Saturday, November 27, 2010

"I'd give it three years"....... how perennial are perennials? and other awkward questions.

Ever bought a 'perennial' from a garden centre and then wondered why it drops dead after a number of years? You like the thing so you try it again. Ditto. Naturally you blame yourself/the soil/the fact that the dog peed on it, but then you discover that everyone else has the same problem.

Welcome to the world of the 'not-perennial'.

Annual, biennial, perennial - three words which actually represent points on a gradient - from ephemeral to Bob Brown's "bomb-proof". Between 'biennial' and 'perennial' there are a host of short-lived perennials which do generally die after a few years. Their saving grace is that often they self-seed. If they don't its a bit of a con the hort industry telling us they are perennial.

How often do the garden reference books tell you that a perennial is short-lived? Or if it runs about, and if it does, how rapidly or its mechanism of spread. Lots of questions the books don't tell you the answers to.

But go to something like a Hardy Plant Society meeting and the air is thick with anecdotal material on just these kind of questions. So, I thought, why not design a research questionnaire which aims to get experienced gardeners answering carefully targeted questions on just these issues? As it happens there was an EU project: European Regional Development Fund (ERDF), European Territorial Cooperation 2007-2013.Interreg IVB North Sea Region Programme, which I was able to join and get (pretty decent) funding. Hurray for the EU! And of course to the Landscape Department of the University of Sheffield, in particular Nigel Dunnett and Mel Burton.

So, here are the results.

There is the 'lite' version, reprinted from the Hardy Plant Society journal (long-term plant performance), and for those of you who feel up to it, the full report.


Keith said...

As you say in the final paragraph, we all have differing experiences with our plants. For example, not only is my Monarda longlived (6 years now), but also invasive. Every year I tear chunks out to keep it in check, giving away the waste. Some friends have great results, others very little.

The Intercontinental Gardener said...

Of course, the life span of plants is very much affected by the soil, climate etc, but your survey gives valuable information about what to expect "generally" from a plant, even if it might behave differently in my particular garden. The more knowledge, the more patience... both with the plants that are slow to establish, and with myself when I keep loosing the short-lived ones. Thanks for sharing the project.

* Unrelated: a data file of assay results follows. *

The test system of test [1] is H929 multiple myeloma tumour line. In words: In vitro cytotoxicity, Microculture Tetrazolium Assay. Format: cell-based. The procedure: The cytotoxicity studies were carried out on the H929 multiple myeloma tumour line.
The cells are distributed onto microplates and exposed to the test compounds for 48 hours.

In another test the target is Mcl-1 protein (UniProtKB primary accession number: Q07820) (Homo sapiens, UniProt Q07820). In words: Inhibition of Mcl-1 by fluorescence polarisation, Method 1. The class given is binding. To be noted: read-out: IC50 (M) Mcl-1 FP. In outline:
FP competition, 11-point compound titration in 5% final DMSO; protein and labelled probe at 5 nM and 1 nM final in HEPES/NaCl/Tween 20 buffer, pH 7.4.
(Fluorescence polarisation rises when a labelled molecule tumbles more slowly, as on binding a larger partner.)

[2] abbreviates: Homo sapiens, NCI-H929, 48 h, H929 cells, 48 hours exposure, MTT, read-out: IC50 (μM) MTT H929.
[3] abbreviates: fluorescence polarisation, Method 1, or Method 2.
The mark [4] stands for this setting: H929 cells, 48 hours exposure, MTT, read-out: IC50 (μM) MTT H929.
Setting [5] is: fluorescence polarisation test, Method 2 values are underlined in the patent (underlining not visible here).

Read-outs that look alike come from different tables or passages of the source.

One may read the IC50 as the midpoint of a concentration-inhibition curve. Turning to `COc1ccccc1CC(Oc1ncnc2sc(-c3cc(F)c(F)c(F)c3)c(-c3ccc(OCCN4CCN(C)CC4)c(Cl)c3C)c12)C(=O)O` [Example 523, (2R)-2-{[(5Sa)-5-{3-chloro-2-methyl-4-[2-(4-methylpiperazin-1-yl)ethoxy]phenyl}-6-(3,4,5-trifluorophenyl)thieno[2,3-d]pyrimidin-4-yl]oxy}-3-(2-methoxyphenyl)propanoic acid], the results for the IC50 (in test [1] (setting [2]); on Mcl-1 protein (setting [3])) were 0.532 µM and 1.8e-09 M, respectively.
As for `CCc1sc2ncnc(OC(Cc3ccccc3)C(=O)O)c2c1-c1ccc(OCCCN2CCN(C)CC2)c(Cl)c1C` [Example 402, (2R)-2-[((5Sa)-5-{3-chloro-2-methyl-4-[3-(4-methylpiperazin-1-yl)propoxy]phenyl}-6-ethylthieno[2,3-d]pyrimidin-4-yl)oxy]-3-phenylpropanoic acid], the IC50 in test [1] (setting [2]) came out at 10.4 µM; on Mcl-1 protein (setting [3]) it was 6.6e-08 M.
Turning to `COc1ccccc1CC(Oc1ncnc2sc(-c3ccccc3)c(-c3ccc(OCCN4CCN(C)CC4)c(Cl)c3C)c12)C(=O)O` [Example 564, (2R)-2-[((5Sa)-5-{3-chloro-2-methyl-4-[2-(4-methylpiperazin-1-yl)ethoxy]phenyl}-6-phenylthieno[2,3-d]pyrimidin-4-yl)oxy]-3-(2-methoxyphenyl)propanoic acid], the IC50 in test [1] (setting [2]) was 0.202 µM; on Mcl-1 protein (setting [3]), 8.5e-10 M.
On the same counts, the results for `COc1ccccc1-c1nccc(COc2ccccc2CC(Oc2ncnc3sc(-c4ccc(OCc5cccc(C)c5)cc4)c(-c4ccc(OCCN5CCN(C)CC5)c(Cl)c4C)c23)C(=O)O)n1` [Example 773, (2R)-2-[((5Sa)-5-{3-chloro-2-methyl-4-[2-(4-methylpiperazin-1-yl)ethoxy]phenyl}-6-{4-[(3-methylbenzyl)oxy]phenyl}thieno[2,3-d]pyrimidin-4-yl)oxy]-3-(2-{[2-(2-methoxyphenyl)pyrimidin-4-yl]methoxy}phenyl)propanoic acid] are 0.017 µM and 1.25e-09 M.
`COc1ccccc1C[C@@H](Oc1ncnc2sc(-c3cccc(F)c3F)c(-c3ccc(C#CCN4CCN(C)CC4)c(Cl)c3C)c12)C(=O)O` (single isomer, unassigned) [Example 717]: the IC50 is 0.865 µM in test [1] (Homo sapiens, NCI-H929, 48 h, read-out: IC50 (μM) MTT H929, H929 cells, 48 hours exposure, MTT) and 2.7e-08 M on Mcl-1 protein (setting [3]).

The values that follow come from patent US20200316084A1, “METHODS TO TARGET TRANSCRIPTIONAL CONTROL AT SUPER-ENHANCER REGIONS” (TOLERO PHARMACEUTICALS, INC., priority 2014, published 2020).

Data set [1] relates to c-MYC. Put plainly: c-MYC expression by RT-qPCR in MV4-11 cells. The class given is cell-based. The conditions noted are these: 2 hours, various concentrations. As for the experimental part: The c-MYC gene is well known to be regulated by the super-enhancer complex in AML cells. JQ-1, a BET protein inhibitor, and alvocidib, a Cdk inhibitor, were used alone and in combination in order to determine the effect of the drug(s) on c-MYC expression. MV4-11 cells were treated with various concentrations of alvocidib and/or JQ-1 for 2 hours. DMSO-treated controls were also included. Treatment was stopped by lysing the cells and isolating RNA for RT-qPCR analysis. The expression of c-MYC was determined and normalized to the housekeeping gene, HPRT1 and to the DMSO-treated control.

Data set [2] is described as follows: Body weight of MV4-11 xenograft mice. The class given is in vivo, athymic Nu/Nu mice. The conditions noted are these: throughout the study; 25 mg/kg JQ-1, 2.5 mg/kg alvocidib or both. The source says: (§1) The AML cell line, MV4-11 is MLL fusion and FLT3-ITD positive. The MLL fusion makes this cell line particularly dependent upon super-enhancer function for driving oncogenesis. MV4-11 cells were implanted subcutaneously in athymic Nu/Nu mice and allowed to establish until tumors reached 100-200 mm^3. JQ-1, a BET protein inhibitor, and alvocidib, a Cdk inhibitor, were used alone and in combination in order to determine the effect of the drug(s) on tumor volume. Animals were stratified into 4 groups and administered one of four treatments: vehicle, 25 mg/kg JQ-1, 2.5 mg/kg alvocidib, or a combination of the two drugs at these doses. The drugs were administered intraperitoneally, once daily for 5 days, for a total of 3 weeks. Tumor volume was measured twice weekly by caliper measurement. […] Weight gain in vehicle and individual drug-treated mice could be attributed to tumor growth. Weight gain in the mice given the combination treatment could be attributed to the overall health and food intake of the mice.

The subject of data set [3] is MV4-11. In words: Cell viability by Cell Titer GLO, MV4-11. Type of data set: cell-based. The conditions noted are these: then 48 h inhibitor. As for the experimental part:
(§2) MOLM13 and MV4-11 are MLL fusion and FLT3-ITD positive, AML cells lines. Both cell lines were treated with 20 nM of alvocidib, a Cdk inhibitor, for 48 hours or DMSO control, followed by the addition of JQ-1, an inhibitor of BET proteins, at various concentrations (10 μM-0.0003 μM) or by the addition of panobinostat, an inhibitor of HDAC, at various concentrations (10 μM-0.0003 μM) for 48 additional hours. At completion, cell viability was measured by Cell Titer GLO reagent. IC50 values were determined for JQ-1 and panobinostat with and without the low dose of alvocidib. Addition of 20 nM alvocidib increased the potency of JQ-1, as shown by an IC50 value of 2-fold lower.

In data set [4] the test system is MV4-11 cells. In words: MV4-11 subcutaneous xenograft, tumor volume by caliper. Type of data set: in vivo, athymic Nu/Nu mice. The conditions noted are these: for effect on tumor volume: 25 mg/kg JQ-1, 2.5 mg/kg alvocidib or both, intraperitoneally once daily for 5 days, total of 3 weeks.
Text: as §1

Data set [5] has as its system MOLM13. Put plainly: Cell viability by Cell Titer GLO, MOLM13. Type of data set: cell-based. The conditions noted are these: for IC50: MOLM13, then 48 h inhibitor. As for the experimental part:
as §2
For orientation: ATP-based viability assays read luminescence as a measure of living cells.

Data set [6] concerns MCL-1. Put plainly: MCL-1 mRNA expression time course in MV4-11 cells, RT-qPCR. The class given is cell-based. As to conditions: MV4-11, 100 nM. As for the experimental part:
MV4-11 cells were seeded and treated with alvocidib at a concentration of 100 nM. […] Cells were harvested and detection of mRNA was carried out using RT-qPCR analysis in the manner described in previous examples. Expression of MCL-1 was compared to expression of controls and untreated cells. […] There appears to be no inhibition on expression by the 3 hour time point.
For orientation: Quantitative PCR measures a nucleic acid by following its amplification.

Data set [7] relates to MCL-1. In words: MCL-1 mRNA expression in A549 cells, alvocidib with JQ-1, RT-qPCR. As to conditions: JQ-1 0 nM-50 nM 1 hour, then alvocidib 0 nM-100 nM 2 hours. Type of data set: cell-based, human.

Janet/Plantaliscious said...

What a fantastic resource - thank you for sharing it.

allanbecker-gardenguru said...

Thank you for the update on short lived perennials. I was devastated to see the Heuchera hybrids on that list.

Chris said...

Thank you Noel. I had read ab out your research so was interested to read the results. I think I can concur with most of the findings which is very reassuring. It is a very valid point you make about the Nursery industry and its labelling. We also need to know which plants will perform reliably in our naturalistic schemes. I have learnt this by a good deal of trial and error but I'm sure the novice gardener needs better guidance. Good luck with further research.

balsamfir said...

Just reading backwards through your wonderful blog. We do have differing experiences, perhaps also because of different climates. I live in zone 4a of northern New York, and here Echinacea seeds reliably, and is also one of our more reliable perennials(for many people). Heuchera has made it 15 years for me if I divide it regularly. I would love it if Hellebore would seed. Mine is losing to Epimedium rubrum (also a nice seeder). Very glad to know I'm not the only one who can't get Achillea's to survive. Finally, I tried to look at the long version, but it wouldn't download. Would you possibly consider emailing it to to me?

martine Warlop said...

Do you know if a similar study has been made in France . If not, may I try to translate it as a subject for a meeting of gardeners?
Thank you.
Martine Warlop